The lot of women. Celtic lands were owned communally, and wealth seems to have been based
largely on the size of cattle herd owned. The lot of women was a good deal better than in most
societies of that time. They were technically equal to men, owned property, and could choose their
own husbands.
There was a written Celtic language, but it developed well into Christian times, so for much of Celtic
history they relied on oral transmission of culture, primarily through the efforts of bards and poets.
These arts were tremendously important to the Celts, and much of what we know of their traditions
comes to us today through the old tales and poems that were handed down for generations before
eventually being written down.
Another area where oral traditions were important was in the training of Druids. There has been a lot
of nonsense written about Druids, but they were a curious lot; a sort of super-class of priests,
political advisors, teachers, healers, and arbitrators. They had their own universities, where
traditional knowledge was passed on by rote. They had the right to speak ahead of the king in
council, and may have held more authority than the king. They acted as ambassadors in time of war,
they composed verse and upheld the law. They were a sort of glue holding together Celtic culture.
From what we know of the Celts from Roman commentators, who are, remember, witnesses with an
axe to grind, they held many of their religious ceremonies in woodland groves and near sacred water,
such as wells and springs. The Romans speak of human sacrifice as being a part of Celtic religion.
One thing we do know, the Celts revered human heads.
Celtic warriors would cut off the heads of their enemies in battle and display them as trophies. They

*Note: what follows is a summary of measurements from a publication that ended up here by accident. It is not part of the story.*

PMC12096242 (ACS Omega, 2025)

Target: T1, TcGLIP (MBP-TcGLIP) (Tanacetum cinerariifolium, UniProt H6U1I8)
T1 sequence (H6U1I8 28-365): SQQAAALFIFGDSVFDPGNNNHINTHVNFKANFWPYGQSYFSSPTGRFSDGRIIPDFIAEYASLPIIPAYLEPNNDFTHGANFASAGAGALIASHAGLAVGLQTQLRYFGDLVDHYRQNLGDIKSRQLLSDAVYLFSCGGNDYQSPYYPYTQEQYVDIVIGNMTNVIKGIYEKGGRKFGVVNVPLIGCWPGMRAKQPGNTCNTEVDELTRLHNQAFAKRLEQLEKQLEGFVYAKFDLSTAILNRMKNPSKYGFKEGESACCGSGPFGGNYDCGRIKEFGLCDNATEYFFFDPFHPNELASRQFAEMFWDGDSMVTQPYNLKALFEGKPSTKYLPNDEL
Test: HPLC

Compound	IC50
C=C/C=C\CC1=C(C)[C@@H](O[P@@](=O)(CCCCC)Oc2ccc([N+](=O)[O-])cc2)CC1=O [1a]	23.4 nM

mounted heads in doorposts and hung them from their belts. This might seem barbaric to us, but to
the Celt the seat of spiritual power was the head, so by taking the head of a vanquished foe they
were appropriating that power for themselves. It was a kind of bloody religious observance.
The Iron Age is when we first find cemeteries of ordinary peoples burials (in hole-in-the-ground
graves) as opposed to the elaborate barrows of the elite few that provide our main records of burials
in earlier periods.
The Celts at War
The Celts loved war. If one wasn't happening they'd be sure to start one. They were scrappers from
the word go. They arrayed themselves as fiercely as possible, sometimes charging into battle fully
naked, dyed blue from head to toe, and screaming like banshees to terrify their enemies.
They took tremendous pride in their appearance in battle, if we can judge by the elaborately
embellished weapons and paraphernalia they used. Golden shields and breastplates shared pride of
place with ornamented helmets and trumpets.
The Celts were great users of light chariots in warfare. From this chariot, drawn by two horses, they
would throw spears at an enemy before dismounting to have a go with heavy slashing swords. They
also had a habit of dragging families and baggage along to their battles, forming a great milling mass
of encumbrances, which sometimes cost them a victory, as Queen Boudicca would later discover to
her dismay.
The main problem with the Celts was that they couldn't stop fighting among themselves long enough
to put up a unified front. Each tribe was out for itself, and in the long run this cost them control of